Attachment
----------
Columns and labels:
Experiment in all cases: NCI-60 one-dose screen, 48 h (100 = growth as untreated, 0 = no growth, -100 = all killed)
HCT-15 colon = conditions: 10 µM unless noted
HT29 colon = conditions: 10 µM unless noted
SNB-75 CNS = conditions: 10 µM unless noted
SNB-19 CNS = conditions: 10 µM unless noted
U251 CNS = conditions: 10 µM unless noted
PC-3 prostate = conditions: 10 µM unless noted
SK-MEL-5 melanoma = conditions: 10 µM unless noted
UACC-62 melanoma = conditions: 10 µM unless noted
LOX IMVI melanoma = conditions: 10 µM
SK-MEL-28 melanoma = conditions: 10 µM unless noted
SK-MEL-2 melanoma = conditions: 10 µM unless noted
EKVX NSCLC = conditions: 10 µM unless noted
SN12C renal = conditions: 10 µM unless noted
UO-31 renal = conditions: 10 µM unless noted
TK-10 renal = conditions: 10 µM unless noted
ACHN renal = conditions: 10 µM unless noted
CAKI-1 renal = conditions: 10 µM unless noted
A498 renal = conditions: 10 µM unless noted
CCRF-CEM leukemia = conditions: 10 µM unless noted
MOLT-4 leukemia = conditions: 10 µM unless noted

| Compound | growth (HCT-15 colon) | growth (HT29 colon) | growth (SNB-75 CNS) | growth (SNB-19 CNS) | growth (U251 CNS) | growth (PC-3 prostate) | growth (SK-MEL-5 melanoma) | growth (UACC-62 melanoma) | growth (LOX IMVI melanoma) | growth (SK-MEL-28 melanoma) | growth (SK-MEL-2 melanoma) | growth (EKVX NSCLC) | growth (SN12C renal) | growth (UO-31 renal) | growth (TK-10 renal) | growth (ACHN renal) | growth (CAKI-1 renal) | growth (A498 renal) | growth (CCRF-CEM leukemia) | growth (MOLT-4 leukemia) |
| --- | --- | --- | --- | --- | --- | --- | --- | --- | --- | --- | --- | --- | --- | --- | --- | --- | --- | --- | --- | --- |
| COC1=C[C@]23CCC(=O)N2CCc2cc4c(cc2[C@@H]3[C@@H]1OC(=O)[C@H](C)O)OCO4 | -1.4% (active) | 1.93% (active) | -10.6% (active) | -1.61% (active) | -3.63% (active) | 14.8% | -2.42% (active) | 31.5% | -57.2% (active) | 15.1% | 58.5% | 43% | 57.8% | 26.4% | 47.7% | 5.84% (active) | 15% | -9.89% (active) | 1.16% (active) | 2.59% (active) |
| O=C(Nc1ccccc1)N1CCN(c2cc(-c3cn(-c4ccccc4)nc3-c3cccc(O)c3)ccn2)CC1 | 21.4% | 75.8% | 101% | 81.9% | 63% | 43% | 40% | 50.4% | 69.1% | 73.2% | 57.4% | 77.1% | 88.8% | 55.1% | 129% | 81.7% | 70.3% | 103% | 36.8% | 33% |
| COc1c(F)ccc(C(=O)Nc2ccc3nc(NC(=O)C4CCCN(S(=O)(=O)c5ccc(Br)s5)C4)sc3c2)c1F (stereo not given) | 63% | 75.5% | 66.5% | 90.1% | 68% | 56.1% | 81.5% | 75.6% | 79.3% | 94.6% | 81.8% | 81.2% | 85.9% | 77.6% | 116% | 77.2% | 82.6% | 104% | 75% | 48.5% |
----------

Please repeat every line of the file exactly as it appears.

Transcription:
Columns and labels:
Experiment in all cases: NCI-60 one-dose screen, 48 h (100 = growth as untreated, 0 = no growth, -100 = all killed)
HCT-15 colon = conditions: 10 µM unless noted
HT29 colon = conditions: 10 µM unless noted
SNB-75 CNS = conditions: 10 µM unless noted
SNB-19 CNS = conditions: 10 µM unless noted
U251 CNS = conditions: 10 µM unless noted
PC-3 prostate = conditions: 10 µM unless noted
SK-MEL-5 melanoma = conditions: 10 µM unless noted
UACC-62 melanoma = conditions: 10 µM unless noted
LOX IMVI melanoma = conditions: 10 µM
SK-MEL-28 melanoma = conditions: 10 µM unless noted
SK-MEL-2 melanoma = conditions: 10 µM unless noted
EKVX NSCLC = conditions: 10 µM unless noted
SN12C renal = conditions: 10 µM unless noted
UO-31 renal = conditions: 10 µM unless noted
TK-10 renal = conditions: 10 µM unless noted
ACHN renal = conditions: 10 µM unless noted
CAKI-1 renal = conditions: 10 µM unless noted
A498 renal = conditions: 10 µM unless noted
CCRF-CEM leukemia = conditions: 10 µM unless noted
MOLT-4 leukemia = conditions: 10 µM unless noted

| Compound | growth (HCT-15 colon) | growth (HT29 colon) | growth (SNB-75 CNS) | growth (SNB-19 CNS) | growth (U251 CNS) | growth (PC-3 prostate) | growth (SK-MEL-5 melanoma) | growth (UACC-62 melanoma) | growth (LOX IMVI melanoma) | growth (SK-MEL-28 melanoma) | growth (SK-MEL-2 melanoma) | growth (EKVX NSCLC) | growth (SN12C renal) | growth (UO-31 renal) | growth (TK-10 renal) | growth (ACHN renal) | growth (CAKI-1 renal) | growth (A498 renal) | growth (CCRF-CEM leukemia) | growth (MOLT-4 leukemia) |
| --- | --- | --- | --- | --- | --- | --- | --- | --- | --- | --- | --- | --- | --- | --- | --- | --- | --- | --- | --- | --- |
| COC1=C[C@]23CCC(=O)N2CCc2cc4c(cc2[C@@H]3[C@@H]1OC(=O)[C@H](C)O)OCO4 | -1.4% (active) | 1.93% (active) | -10.6% (active) | -1.61% (active) | -3.63% (active) | 14.8% | -2.42% (active) | 31.5% | -57.2% (active) | 15.1% | 58.5% | 43% | 57.8% | 26.4% | 47.7% | 5.84% (active) | 15% | -9.89% (active) | 1.16% (active) | 2.59% (active) |
| O=C(Nc1ccccc1)N1CCN(c2cc(-c3cn(-c4ccccc4)nc3-c3cccc(O)c3)ccn2)CC1 | 21.4% | 75.8% | 101% | 81.9% | 63% | 43% | 40% | 50.4% | 69.1% | 73.2% | 57.4% | 77.1% | 88.8% | 55.1% | 129% | 81.7% | 70.3% | 103% | 36.8% | 33% |
| COc1c(F)ccc(C(=O)Nc2ccc3nc(NC(=O)C4CCCN(S(=O)(=O)c5ccc(Br)s5)C4)sc3c2)c1F (stereo not given) | 63% | 75.5% | 66.5% | 90.1% | 68% | 56.1% | 81.5% | 75.6% | 79.3% | 94.6% | 81.8% | 81.2% | 85.9% | 77.6% | 116% | 77.2% | 82.6% | 104% | 75% | 48.5% |